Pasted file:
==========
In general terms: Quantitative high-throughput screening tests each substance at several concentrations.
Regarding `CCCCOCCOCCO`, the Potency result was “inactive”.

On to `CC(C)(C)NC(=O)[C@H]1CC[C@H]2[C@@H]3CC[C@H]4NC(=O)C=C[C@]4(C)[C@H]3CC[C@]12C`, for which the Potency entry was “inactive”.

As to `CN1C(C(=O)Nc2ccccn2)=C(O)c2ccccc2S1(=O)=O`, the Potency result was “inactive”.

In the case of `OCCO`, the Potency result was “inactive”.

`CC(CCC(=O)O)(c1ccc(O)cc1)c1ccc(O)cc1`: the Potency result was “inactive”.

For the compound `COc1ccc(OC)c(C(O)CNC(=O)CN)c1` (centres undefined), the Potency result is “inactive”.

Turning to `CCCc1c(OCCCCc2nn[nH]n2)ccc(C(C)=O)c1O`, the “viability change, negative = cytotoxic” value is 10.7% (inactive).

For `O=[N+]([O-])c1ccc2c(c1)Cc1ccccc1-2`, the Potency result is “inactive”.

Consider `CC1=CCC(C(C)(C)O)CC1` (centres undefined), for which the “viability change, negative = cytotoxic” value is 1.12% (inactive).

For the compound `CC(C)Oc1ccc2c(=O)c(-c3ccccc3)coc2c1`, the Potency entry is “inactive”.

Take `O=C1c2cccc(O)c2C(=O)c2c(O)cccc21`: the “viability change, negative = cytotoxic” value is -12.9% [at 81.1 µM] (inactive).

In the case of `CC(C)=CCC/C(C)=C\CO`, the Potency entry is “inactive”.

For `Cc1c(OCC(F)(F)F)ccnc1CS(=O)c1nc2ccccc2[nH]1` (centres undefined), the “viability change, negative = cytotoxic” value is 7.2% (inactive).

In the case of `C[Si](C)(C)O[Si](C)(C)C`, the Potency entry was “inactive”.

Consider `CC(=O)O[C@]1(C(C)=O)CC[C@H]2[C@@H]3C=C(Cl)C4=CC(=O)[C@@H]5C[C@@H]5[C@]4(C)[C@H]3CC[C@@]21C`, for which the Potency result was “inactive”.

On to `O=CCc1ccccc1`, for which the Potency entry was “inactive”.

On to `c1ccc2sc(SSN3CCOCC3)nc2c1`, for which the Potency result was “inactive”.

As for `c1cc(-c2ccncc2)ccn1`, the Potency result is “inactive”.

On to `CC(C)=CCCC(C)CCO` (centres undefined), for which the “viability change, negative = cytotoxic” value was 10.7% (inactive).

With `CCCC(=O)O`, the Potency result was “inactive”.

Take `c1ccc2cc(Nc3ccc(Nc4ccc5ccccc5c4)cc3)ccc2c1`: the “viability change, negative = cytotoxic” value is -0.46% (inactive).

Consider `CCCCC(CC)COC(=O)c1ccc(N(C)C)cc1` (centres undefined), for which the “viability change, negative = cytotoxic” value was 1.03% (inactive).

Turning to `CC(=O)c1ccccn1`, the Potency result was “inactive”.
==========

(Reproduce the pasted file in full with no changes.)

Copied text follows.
In general terms: Quantitative high-throughput screening tests each substance at several concentrations.
Regarding `CCCCOCCOCCO`, the Potency result was “inactive”.

On to `CC(C)(C)NC(=O)[C@H]1CC[C@H]2[C@@H]3CC[C@H]4NC(=O)C=C[C@]4(C)[C@H]3CC[C@]12C`, for which the Potency entry was “inactive”.

As to `CN1C(C(=O)Nc2ccccn2)=C(O)c2ccccc2S1(=O)=O`, the Potency result was “inactive”.

In the case of `OCCO`, the Potency result was “inactive”.

`CC(CCC(=O)O)(c1ccc(O)cc1)c1ccc(O)cc1`: the Potency result was “inactive”.

For the compound `COc1ccc(OC)c(C(O)CNC(=O)CN)c1` (centres undefined), the Potency result is “inactive”.

Turning to `CCCc1c(OCCCCc2nn[nH]n2)ccc(C(C)=O)c1O`, the “viability change, negative = cytotoxic” value is 10.7% (inactive).

For `O=[N+]([O-])c1ccc2c(c1)Cc1ccccc1-2`, the Potency result is “inactive”.

Consider `CC1=CCC(C(C)(C)O)CC1` (centres undefined), for which the “viability change, negative = cytotoxic” value is 1.12% (inactive).

For the compound `CC(C)Oc1ccc2c(=O)c(-c3ccccc3)coc2c1`, the Potency entry is “inactive”.

Take `O=C1c2cccc(O)c2C(=O)c2c(O)cccc21`: the “viability change, negative = cytotoxic” value is -12.9% [at 81.1 µM] (inactive).

In the case of `CC(C)=CCC/C(C)=C\CO`, the Potency entry is “inactive”.

For `Cc1c(OCC(F)(F)F)ccnc1CS(=O)c1nc2ccccc2[nH]1` (centres undefined), the “viability change, negative = cytotoxic” value is 7.2% (inactive).

In the case of `C[Si](C)(C)O[Si](C)(C)C`, the Potency entry was “inactive”.

Consider `CC(=O)O[C@]1(C(C)=O)CC[C@H]2[C@@H]3C=C(Cl)C4=CC(=O)[C@@H]5C[C@@H]5[C@]4(C)[C@H]3CC[C@@]21C`, for which the Potency result was “inactive”.

On to `O=CCc1ccccc1`, for which the Potency entry was “inactive”.

On to `c1ccc2sc(SSN3CCOCC3)nc2c1`, for which the Potency result was “inactive”.

As for `c1cc(-c2ccncc2)ccn1`, the Potency result is “inactive”.

On to `CC(C)=CCCC(C)CCO` (centres undefined), for which the “viability change, negative = cytotoxic” value was 10.7% (inactive).

With `CCCC(=O)O`, the Potency result was “inactive”.

Take `c1ccc2cc(Nc3ccc(Nc4ccc5ccccc5c4)cc3)ccc2c1`: the “viability change, negative = cytotoxic” value is -0.46% (inactive).

Consider `CCCCC(CC)COC(=O)c1ccc(N(C)C)cc1` (centres undefined), for which the “viability change, negative = cytotoxic” value was 1.03% (inactive).

Turning to `CC(=O)c1ccccn1`, the Potency result was “inactive”.